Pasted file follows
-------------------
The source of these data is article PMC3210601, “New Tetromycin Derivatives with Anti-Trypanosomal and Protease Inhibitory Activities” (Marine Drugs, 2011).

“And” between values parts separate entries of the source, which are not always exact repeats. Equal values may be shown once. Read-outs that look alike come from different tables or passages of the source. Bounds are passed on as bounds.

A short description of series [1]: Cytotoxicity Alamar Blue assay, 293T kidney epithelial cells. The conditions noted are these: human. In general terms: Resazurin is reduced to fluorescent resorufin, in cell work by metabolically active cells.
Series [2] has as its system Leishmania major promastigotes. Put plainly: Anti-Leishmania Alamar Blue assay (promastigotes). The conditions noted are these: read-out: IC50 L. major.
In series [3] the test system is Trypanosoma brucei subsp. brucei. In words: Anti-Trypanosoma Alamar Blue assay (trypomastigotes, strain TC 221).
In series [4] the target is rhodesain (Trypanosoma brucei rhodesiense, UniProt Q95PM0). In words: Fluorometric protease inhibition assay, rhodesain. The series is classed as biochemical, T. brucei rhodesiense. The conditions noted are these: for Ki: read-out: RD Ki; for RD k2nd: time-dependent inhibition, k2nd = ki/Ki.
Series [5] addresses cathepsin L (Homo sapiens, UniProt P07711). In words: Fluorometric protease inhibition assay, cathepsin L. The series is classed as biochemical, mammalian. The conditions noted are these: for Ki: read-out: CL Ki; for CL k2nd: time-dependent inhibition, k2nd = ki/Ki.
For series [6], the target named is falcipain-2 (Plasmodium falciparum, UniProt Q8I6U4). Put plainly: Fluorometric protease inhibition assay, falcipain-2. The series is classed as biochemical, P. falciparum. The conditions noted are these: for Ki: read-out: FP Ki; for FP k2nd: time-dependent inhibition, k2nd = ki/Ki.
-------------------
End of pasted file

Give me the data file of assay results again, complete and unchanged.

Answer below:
The source of these data is article PMC3210601, “New Tetromycin Derivatives with Anti-Trypanosomal and Protease Inhibitory Activities” (Marine Drugs, 2011).

“And” between values parts separate entries of the source, which are not always exact repeats. Equal values may be shown once. Read-outs that look alike come from different tables or passages of the source. Bounds are passed on as bounds.

A short description of series [1]: Cytotoxicity Alamar Blue assay, 293T kidney epithelial cells. The conditions noted are these: human. In general terms: Resazurin is reduced to fluorescent resorufin, in cell work by metabolically active cells.
Series [2] has as its system Leishmania major promastigotes. Put plainly: Anti-Leishmania Alamar Blue assay (promastigotes). The conditions noted are these: read-out: IC50 L. major.
In series [3] the test system is Trypanosoma brucei subsp. brucei. In words: Anti-Trypanosoma Alamar Blue assay (trypomastigotes, strain TC 221).
In series [4] the target is rhodesain (Trypanosoma brucei rhodesiense, UniProt Q95PM0). In words: Fluorometric protease inhibition assay, rhodesain. The series is classed as biochemical, T. brucei rhodesiense. The conditions noted are these: for Ki: read-out: RD Ki; for RD k2nd: time-dependent inhibition, k2nd = ki/Ki.
Series [5] addresses cathepsin L (Homo sapiens, UniProt P07711). In words: Fluorometric protease inhibition assay, cathepsin L. The series is classed as biochemical, mammalian. The conditions noted are these: for Ki: read-out: CL Ki; for CL k2nd: time-dependent inhibition, k2nd = ki/Ki.
For series [6], the target named is falcipain-2 (Plasmodium falciparum, UniProt Q8I6U4). Put plainly: Fluorometric protease inhibition assay, falcipain-2. The series is classed as biochemical, P. falciparum. The conditions noted are these: for Ki: read-out: FP Ki; for FP k2nd: time-dependent inhibition, k2nd = ki/Ki.